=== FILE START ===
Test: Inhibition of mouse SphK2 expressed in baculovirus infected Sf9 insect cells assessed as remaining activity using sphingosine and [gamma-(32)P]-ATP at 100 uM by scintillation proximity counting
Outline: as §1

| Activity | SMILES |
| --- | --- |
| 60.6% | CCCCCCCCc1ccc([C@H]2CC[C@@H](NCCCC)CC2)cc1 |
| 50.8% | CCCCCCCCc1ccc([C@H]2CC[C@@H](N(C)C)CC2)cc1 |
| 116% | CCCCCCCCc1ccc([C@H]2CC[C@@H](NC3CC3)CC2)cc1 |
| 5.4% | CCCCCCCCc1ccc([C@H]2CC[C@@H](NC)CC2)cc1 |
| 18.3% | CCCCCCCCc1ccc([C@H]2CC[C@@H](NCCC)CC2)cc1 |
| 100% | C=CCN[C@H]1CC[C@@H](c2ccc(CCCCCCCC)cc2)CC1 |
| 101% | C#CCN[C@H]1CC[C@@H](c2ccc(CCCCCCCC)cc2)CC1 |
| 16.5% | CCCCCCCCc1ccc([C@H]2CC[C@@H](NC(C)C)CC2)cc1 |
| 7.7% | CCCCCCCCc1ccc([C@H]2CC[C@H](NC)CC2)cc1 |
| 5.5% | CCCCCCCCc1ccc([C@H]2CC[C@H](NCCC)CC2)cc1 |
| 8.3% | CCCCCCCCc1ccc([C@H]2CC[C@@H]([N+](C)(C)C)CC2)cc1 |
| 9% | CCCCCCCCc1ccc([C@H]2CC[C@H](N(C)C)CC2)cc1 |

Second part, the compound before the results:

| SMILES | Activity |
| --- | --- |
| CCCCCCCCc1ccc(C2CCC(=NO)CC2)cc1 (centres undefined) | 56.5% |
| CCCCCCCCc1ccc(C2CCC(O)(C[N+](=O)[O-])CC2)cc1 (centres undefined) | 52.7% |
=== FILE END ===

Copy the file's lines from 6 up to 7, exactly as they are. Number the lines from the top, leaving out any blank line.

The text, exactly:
| 50.8% | CCCCCCCCc1ccc([C@H]2CC[C@@H](N(C)C)CC2)cc1 |
| 116% | CCCCCCCCc1ccc([C@H]2CC[C@@H](NC3CC3)CC2)cc1 |